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My simple goal: monitor the memory usage of a Java application so I can be warned when the application is getting dangerously close to throwing an OutOfMemoryError.

Yes, simple to state, but coming up with a correct solution seems very complicated. Some of the complicating factors are:

  • There are different heap regions, each of which can throw an OutOfMemoryError:
    • The permgen space, which has it's own size limit (set via -XX:MaxPermSize=)
    • The overall heap space (set via -Xmx)
  • The VM may allocate almost all of the heap before bothering to garbage collect. If the application uses a lot of soft references, then in fact this will surely happen. So just a high heap allocation percentage does not imply the application is near to throwing an OutOfMemoryError.
  • It would be nice if System.gc() guaranteed that the VM would reclaim all possibly reclaimable object (unreferenced and/or weakly referenced object), but it doesn't. So invoking System.gc() and then Runtime.freeMemory() is not reliable.
  • Objects that are queued for finalization take up memory, but (usually) are freed after they are finalized. So whether the finalizer thread has gotten to them or not affects the (apparent) memory usage (does the VM run the finalizer as a last desparate act before throwing OOM? Doesn't look like it.)
  • Native code takes up memory as well and too much usage of it can lead to OOM (this is not a likely case in my specific application, but does add another complication to the overall picture).

So what is a good and reliable way to answer the question: Is my Java application getting to throwing an OutOfMemoryError?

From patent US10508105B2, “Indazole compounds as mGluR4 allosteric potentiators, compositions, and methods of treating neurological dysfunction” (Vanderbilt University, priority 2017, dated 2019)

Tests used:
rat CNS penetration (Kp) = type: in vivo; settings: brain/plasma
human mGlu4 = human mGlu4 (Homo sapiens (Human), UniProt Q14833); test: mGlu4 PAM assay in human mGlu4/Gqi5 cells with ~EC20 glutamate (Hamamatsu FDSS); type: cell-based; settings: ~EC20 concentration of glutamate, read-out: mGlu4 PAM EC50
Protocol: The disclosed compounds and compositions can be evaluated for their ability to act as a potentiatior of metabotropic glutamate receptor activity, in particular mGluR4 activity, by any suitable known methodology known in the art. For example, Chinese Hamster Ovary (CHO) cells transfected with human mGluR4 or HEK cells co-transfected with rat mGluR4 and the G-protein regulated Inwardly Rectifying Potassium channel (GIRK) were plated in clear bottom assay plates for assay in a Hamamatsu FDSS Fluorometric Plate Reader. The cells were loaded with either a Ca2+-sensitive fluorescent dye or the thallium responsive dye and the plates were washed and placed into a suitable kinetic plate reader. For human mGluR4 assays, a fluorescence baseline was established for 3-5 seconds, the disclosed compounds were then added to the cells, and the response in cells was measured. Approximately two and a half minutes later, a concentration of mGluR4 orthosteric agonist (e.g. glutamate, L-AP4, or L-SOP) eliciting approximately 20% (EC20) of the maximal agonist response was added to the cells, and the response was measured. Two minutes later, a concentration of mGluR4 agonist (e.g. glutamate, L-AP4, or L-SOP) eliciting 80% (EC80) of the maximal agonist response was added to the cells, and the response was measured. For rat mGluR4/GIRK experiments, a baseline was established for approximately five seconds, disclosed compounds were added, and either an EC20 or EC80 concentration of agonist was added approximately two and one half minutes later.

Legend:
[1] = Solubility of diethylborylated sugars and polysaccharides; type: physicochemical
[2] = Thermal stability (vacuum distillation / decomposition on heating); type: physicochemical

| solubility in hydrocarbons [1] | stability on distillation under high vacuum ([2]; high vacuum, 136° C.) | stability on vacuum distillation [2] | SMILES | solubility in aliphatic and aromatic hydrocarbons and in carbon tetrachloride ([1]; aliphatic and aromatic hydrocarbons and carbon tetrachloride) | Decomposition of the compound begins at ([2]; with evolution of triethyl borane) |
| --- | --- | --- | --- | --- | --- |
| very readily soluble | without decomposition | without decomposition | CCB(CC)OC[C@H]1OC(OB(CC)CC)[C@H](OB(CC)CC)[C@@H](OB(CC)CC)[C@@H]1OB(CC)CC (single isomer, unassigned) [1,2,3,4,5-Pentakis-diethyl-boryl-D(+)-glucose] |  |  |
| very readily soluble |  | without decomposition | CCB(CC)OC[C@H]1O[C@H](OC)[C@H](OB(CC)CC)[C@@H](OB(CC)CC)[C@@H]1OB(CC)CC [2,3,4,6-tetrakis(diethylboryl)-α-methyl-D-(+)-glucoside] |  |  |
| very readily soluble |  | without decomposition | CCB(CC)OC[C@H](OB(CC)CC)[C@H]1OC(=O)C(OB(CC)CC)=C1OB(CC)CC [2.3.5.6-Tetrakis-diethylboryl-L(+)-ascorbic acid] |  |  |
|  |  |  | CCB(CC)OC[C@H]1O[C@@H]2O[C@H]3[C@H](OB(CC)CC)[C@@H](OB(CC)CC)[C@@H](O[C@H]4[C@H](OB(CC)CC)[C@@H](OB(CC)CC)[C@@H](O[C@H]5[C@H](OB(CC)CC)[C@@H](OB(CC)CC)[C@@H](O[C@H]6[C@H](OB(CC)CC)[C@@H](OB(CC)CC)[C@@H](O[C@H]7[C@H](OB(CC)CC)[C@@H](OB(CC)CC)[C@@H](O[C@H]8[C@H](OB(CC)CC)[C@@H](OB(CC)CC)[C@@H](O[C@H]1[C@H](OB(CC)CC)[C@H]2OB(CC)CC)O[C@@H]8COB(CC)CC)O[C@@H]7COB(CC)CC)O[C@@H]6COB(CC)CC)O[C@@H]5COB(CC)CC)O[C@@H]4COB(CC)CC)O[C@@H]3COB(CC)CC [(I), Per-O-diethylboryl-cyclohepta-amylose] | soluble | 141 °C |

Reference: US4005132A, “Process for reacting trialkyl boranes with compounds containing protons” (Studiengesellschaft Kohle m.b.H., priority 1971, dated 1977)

Put another way, suppose application version X runs fine and has no memory leak, but version X + 1 has a slow unrecognized memory leak. I'd like to be alerted by this monitoring before version X + 1 throws an OutOfMemoryError, but I'd like the exact same monitoring to not give false positives for version X. There may be some tuning required in setting up this monitoring - that's OK.

One possible answer might be something like: what is the maximum, over the past N "full" GC runs, of the heap utilization immediately after the GC run? If this value exceeds X% of the total allocated memory, then sound the alarms.

The idea is to determine "application memory usage" in simple number like a percentage, or even something like LOW, MEDIUM, or HIGH, and then monitor this value.

The jstat command gives lots of relevant information, the problem is boiling it down to a simple answer and avoiding false positives (or negatives) caused by the complicating factors listed above.

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There may be heuristics is your application is not subject to "memory outbursts", but it will be as reliable as heuristics go -- not much, then better, then acceptable, then good enough as heuristics are fine tuned. But good? –  fge Jun 7 '13 at 15:46

2 Answers 2

If you watch a memory graph of a long-running application (collected with a tool like jconsole, for example) you'll see a characteristic sawtooth pattern: memory usage climbs, then is GC'd back to a baseline, and then it climbs again. For a healthy app, the peaks and valleys are in two straight horizontal lines. For a leaking app, though, the baseline climbs. That's really what you need to watch for: if each successive GC is less effective than the last, then something is rotten in Denmark.

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+1 Nothing like an app's historical information. –  Gamb Jun 7 '13 at 15:52
This is a good general guideline, but I'm currently looking at a situation where an app has this "climbing sawtooth" pattern. The moment it hits 100%, the garbage collector suddenly gets really aggressive and drops the usage back to ~20%. This is incredibly annoying because we have no idea if 99.99% memory usage means imminent failure or nothing is wrong. :( –  Andrew Brennan Oct 28 '14 at 17:56

Search the Oracle docs page for the term Detecting Low Memory and Threshold Notifications -- you may be able to devise some alert system based upon built-in MXBeans. Garbage collection appears to be a focus of at least some of the metrics collection.

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Thanks that link has some good info. –  Archie Jun 10 '13 at 21:25

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